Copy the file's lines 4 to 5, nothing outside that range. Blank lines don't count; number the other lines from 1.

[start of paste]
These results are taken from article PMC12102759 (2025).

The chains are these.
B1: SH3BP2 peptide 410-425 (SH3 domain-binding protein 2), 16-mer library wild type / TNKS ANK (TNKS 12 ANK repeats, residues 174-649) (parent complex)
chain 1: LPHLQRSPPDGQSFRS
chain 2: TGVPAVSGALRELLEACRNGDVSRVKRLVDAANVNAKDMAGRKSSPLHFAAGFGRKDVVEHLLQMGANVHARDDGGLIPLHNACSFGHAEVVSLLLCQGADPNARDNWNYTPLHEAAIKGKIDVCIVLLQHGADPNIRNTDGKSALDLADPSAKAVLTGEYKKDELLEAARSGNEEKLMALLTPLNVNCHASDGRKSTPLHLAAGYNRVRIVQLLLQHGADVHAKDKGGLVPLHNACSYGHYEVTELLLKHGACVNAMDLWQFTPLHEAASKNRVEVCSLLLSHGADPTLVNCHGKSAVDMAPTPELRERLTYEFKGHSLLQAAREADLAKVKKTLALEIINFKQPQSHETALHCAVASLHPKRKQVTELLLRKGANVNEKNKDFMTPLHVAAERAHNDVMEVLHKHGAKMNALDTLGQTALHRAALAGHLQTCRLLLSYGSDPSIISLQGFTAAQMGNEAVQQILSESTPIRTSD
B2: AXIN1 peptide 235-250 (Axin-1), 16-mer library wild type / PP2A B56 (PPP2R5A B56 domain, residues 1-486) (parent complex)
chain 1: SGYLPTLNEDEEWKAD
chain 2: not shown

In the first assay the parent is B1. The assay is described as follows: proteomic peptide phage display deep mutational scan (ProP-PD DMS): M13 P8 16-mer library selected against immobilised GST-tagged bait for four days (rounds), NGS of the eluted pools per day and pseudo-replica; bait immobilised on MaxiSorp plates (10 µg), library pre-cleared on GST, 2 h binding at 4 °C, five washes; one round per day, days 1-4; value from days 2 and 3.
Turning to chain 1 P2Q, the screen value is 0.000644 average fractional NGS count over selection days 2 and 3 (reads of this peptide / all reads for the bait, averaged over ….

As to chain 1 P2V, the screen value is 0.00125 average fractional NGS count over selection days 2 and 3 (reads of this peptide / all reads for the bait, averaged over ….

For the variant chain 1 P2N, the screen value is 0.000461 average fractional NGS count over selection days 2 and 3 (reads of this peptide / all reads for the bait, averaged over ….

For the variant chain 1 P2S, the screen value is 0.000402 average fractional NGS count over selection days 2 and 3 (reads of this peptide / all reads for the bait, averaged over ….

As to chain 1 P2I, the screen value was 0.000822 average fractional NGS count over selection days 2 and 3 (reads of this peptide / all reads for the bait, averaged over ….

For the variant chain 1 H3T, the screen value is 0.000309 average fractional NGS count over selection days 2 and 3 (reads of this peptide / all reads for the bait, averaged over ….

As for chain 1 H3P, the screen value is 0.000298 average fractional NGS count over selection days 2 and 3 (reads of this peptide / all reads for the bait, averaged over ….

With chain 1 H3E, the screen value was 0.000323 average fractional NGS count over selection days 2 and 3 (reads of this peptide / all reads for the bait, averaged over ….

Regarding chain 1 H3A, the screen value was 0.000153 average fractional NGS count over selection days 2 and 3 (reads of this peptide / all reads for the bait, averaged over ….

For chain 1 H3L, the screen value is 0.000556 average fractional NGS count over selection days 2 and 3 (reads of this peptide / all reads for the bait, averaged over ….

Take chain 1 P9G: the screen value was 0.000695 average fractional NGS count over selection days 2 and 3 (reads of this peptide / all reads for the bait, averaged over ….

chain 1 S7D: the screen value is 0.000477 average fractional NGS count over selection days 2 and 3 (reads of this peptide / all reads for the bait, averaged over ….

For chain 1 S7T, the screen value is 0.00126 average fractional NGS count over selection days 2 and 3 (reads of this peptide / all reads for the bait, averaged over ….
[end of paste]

chain 1: LPHLQRSPPDGQSFRS
chain 2: TGVPAVSGALRELLEACRNGDVSRVKRLVDAANVNAKDMAGRKSSPLHFAAGFGRKDVVEHLLQMGANVHARDDGGLIPLHNACSFGHAEVVSLLLCQGADPNARDNWNYTPLHEAAIKGKIDVCIVLLQHGADPNIRNTDGKSALDLADPSAKAVLTGEYKKDELLEAARSGNEEKLMALLTPLNVNCHASDGRKSTPLHLAAGYNRVRIVQLLLQHGADVHAKDKGGLVPLHNACSYGHYEVTELLLKHGACVNAMDLWQFTPLHEAASKNRVEVCSLLLSHGADPTLVNCHGKSAVDMAPTPELRERLTYEFKGHSLLQAAREADLAKVKKTLALEIINFKQPQSHETALHCAVASLHPKRKQVTELLLRKGANVNEKNKDFMTPLHVAAERAHNDVMEVLHKHGAKMNALDTLGQTALHRAALAGHLQTCRLLLSYGSDPSIISLQGFTAAQMGNEAVQQILSESTPIRTSD